Winner of the 2019 GLCA New Writers Award
An NPR Best Book of 2018
In this highly lyrical, imagistic debut, Marcelo Hernandez Castillo creates a nuanced narrative of life before, during, and after crossing the US/Mexico border. These poems explore the emotional fallout of immigration, the illusion of the American dream via the fallacy of the nuclear family, the latent anxieties of living in a queer brown undocumented body within a heteronormative marriage, and the ongoing search for belonging. Finding solace in the resignation to sheer possibility, these poems challenge us to question the potential ways in which two people can interact, love, give birth, and mourn--sometimes all at once.
Earn by promoting books
Earn money by sharing your favorite books through our Affiliate program.Become an affiliate
About the AuthorMarcelo Hernandez Castillo was born in Zacatecas, Mexico, and immigrated to the U.S. at the age of five through the mountains of Tijuana. He is a CantoMundo Fellow and earned degrees from Sacramento State University and The University of Michigan, where he was the first undocumented student to graduate from the MFA program in Creative Writing. He has received fellowships to attend the Vermont Studio Center, the Squaw Valley Community of Writers, and the Atlantic Center for the Arts. He cofounded the Undocupoets campaign, which successfully eliminated citizenship requirements from all major first poetry book prizes in the country, and he was recognized with the Barnes & Noble Writers for Writers Award from Poets & Writers. His work has been adapted to opera through collaboration with the composer Reinaldo Moya. With the late C.D. Wright, he co-translated the poems of the contemporary Mexican poet Marcelo Uribe. His poems, essays, and translations have appeared in PBS NewsHour, New England Review, Gulf Coast, Indiana Review, Southern Humanities Review, Fusion TV, and BuzzFeed, among others. He lives in California where he teaches at Sacramento State University.Brenda Shaughnessy was born in Okinawa, Japan and grew up in Southern California. She is the author of Our Andromeda (Copper Canyon Press, 2012), Human Dark with Sugar (Copper Canyon Press, 2008), winner of the James Laughlin Award and finalist for the National Book Critics Circle Award, and Interior with Sudden Joy (FSG, 1999). Shaughnessy's poems have appeared in Best American Poetry, Harper's, The Nation, The Rumpus, The New Yorker, and The Paris Review. She is an Assistant Professor of English at Rutgers University, Newark, and lives in Brooklyn with her husband, son and daughter.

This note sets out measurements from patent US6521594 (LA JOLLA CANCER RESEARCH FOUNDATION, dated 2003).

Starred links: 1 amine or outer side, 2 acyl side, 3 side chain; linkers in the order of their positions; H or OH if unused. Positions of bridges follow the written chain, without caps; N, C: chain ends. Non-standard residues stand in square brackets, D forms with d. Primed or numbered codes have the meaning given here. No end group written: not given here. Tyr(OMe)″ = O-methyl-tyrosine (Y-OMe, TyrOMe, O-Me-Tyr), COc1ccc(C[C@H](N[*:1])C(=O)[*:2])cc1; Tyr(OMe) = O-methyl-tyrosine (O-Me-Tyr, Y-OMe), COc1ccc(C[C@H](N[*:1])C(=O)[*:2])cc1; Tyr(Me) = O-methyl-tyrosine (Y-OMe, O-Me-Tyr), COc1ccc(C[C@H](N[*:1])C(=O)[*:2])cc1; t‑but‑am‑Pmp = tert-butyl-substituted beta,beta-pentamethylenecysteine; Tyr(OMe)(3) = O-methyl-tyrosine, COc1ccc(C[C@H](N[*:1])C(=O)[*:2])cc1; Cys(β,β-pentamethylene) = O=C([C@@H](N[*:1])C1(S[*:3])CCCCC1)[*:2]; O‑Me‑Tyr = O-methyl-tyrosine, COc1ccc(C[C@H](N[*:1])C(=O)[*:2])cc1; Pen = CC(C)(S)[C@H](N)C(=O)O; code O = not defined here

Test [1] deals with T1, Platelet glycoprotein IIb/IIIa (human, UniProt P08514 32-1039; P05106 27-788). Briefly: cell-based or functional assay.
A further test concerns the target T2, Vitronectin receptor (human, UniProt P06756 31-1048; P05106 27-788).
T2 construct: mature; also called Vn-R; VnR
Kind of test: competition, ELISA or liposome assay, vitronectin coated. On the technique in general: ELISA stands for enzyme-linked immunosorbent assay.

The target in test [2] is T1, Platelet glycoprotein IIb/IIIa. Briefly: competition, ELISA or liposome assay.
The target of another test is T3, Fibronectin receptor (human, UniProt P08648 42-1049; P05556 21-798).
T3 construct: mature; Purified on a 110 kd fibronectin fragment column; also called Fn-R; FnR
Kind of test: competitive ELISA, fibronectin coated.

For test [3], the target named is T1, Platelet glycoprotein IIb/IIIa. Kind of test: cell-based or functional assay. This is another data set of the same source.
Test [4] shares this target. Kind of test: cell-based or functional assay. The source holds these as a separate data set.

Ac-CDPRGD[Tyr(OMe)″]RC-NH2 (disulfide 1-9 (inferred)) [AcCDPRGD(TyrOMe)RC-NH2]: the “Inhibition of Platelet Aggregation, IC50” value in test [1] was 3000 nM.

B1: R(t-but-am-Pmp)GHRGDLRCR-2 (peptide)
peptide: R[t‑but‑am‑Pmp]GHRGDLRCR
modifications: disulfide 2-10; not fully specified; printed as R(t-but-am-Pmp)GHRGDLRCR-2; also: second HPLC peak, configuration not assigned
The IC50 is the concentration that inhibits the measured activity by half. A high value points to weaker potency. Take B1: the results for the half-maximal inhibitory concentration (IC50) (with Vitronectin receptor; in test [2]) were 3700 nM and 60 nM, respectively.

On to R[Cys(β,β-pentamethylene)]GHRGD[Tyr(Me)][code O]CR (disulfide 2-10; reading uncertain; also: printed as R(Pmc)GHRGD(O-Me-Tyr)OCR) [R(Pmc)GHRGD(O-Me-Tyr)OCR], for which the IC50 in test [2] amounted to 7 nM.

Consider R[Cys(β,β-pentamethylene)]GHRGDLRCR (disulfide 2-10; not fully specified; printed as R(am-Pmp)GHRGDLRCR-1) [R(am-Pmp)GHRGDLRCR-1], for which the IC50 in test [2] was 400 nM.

"In the collection, which takes its title from the Spanish word for birdsong, to sing of one's undocumented life is to risk being consumed by it: 'The song becoming / the bird becoming / the song, ' the poet writes. 'The bird unraveled its song and became undone.' And yet, in the collection's first poem, the desire to tell the story is also inescapable." --The Paris Review
"Castillo resists resignation to silence; his poems embody a belief in art's transformative ability. Lush musicality renders agricultural labor, corporeal punishment, and romantic difficulties beautiful. Forged in Keatsian negative capability, Castillo's poetics often involve finding the description that will lift the painful or unjust into music." --Publishers Weekly -Tara Wanda Merrigan
"I know this book changed me. The book itself knows change, how to change itself, knows so well how transformation--vast essential change which would seem to oppose a self--brings a person ever closer to their truth." --Brenda Shaughnessy
"In the spirit of Whitman, Marcelo Hernandez Castillo slips in silently to lie down between the bridegroom and the bride, to inhabit many bodies and many souls, between rapture and grief. 'I want everything to touch me.' These are poems that open borders both personal and political, a map of silences and celebrations. 'You called it cutting apart/ I called it song.'" --D. A. Powell
"Federico Garcia Lorca described duende as a struggle, not a thought, and the deep and natural lyricism of Marcelo Hernandez Castillo's Cenzontle is a paragon of that struggle, where 'it's easy to make honey/from what is beautiful and what is not.' In this exquisite debut collection, longing twins with inheritance to consider the interiority of nationhood and the legacy of masculinity and exile. Castillo's finely-honed poems celebrate and reveal the contours of physical and historical intimacies, a feast for the eyes and heart." --Carmen Giménez Smith